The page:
Night before last, I felt something crawling on my back and discovered a largish ant in bed with me. He seemed to be working solo, but I couldn’t imagine what an ant was doing there, and even after I took care of the offender, I felt kind of itchy all night. What next? I thought. Rhetorically, I assumed.

Then last night, as I was trundling off to bed, Dave mentioned that it sounded like our cat Tater was having one of her standard epizootics in our bedroom. If this had occurred during the reign of our previous cat Larry, we would have concluded she was on High Moth Alert. But with Tater, it was more likely to be a random firing of her rambunction gene. I headed upstairs, walked into the bedroom and flipped on the light.

BAT. Bat bat bat. Giant bat doing laps in the airspace. Now, I like bats. In context. The context being outdoors. I love to watch them swing through the air like a celebration of twilight. I once saw one in the zoo hanging upside down and entertaining himself in a most enthusiastic manner. It was something.

With the bat in my bedroom, however, I lost all decorum. I went all 1950s-sitcom-wife over the thing. I hit the carpet like (as I later discovered) guano, and yelled the same thing over and over again (a major religious figure plus a salty adjective). Bats have very acute hearing and possibly demure sensibilities as well, and this couldn’t have been pleasant for it. I’m not proud of my reaction, and it’s hard to justify it when you see the photograph I took of our wayward mammal. She’s all folded up just like a little wallet, but airborne, I am here to tell you, she has the wingspan and demeanor of a pterodactyl. Dave came to the rescue and tried to encourage her out the window, but she was not persuaded. Instead she flew into the closet and hung herself up somewhere on his clothing (gabardine, rayon, cotton, bat, flannel), making extraordinary little scolding noises, rattling like a string of beads. Among the things Dave did that I was incapable of doing at that point was to lean into his shirts and blow on them (“I didn’t want to hurt the bat”).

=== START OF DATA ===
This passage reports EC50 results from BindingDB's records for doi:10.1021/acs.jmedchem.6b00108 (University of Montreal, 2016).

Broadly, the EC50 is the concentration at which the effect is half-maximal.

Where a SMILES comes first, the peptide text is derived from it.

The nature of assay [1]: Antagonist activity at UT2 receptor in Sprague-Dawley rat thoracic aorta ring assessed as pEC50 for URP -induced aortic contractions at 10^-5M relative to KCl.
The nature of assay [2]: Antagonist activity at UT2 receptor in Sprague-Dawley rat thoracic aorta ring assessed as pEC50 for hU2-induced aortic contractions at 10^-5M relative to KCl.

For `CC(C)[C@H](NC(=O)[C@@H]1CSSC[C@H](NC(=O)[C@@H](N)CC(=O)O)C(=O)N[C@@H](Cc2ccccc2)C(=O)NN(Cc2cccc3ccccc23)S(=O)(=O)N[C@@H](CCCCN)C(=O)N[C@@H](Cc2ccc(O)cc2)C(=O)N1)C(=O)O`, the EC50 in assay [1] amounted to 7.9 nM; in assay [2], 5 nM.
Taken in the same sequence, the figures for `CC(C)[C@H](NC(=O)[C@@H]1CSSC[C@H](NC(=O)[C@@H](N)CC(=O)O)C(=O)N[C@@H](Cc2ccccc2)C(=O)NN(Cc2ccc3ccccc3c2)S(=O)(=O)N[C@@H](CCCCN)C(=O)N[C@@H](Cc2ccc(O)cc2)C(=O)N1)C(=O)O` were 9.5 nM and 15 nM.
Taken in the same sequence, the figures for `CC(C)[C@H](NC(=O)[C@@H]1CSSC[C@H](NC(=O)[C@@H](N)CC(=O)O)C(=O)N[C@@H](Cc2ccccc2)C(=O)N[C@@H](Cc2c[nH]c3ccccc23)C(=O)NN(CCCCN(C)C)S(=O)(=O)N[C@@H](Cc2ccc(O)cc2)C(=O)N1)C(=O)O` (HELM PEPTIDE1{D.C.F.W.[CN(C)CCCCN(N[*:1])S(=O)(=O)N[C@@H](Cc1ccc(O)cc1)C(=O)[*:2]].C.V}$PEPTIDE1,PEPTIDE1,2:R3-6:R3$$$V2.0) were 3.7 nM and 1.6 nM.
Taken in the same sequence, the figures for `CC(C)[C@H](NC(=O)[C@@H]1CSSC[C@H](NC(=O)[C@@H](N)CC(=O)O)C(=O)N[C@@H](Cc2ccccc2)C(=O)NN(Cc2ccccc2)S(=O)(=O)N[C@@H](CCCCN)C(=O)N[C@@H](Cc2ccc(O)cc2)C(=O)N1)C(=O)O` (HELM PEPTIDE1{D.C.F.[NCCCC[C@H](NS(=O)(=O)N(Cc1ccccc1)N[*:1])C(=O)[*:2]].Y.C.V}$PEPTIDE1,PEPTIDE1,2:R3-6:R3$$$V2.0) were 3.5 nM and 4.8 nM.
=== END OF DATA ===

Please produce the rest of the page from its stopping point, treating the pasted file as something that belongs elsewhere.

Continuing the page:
Ultimately, Dave managed to coax the bat into flapping around the room again and he nabbed her with a short-handled fishing net, stepping nimbly around my prostrate form. He mused later that it would have made more sense to open all the windows, turn out all the lights and shut the door, and the bat would have found her own way out. And she probably would have, too, but if I hadn’t seen her exit, I would never have gone to bed or changed my clothes again.

It’s entertaining, being in a room with a bat and a black cat, but it’s not restful. I had to eat a whole bowl of eyeballs just to settle down.